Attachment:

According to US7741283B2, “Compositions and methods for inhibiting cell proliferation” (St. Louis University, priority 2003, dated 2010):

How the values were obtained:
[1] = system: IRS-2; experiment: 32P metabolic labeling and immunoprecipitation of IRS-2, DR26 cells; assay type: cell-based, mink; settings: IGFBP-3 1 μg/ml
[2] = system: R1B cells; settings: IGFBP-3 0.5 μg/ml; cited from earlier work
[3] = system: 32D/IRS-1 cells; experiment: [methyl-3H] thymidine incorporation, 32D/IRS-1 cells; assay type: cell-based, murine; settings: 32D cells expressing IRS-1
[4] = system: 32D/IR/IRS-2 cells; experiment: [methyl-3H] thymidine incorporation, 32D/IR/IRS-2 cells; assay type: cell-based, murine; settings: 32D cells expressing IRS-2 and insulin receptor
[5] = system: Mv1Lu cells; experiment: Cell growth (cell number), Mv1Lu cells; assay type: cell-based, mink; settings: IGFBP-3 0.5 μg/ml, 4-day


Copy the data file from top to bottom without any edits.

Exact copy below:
According to US7741283B2, “Compositions and methods for inhibiting cell proliferation” (St. Louis University, priority 2003, dated 2010):

How the values were obtained:
[1] = system: IRS-2; experiment: 32P metabolic labeling and immunoprecipitation of IRS-2, DR26 cells; assay type: cell-based, mink; settings: IGFBP-3 1 μg/ml
[2] = system: R1B cells; settings: IGFBP-3 0.5 μg/ml; cited from earlier work
[3] = system: 32D/IRS-1 cells; experiment: [methyl-3H] thymidine incorporation, 32D/IRS-1 cells; assay type: cell-based, murine; settings: 32D cells expressing IRS-1
[4] = system: 32D/IR/IRS-2 cells; experiment: [methyl-3H] thymidine incorporation, 32D/IR/IRS-2 cells; assay type: cell-based, murine; settings: 32D cells expressing IRS-2 and insulin receptor
[5] = system: Mv1Lu cells; experiment: Cell growth (cell number), Mv1Lu cells; assay type: cell-based, mink; settings: IGFBP-3 0.5 μg/ml, 4-day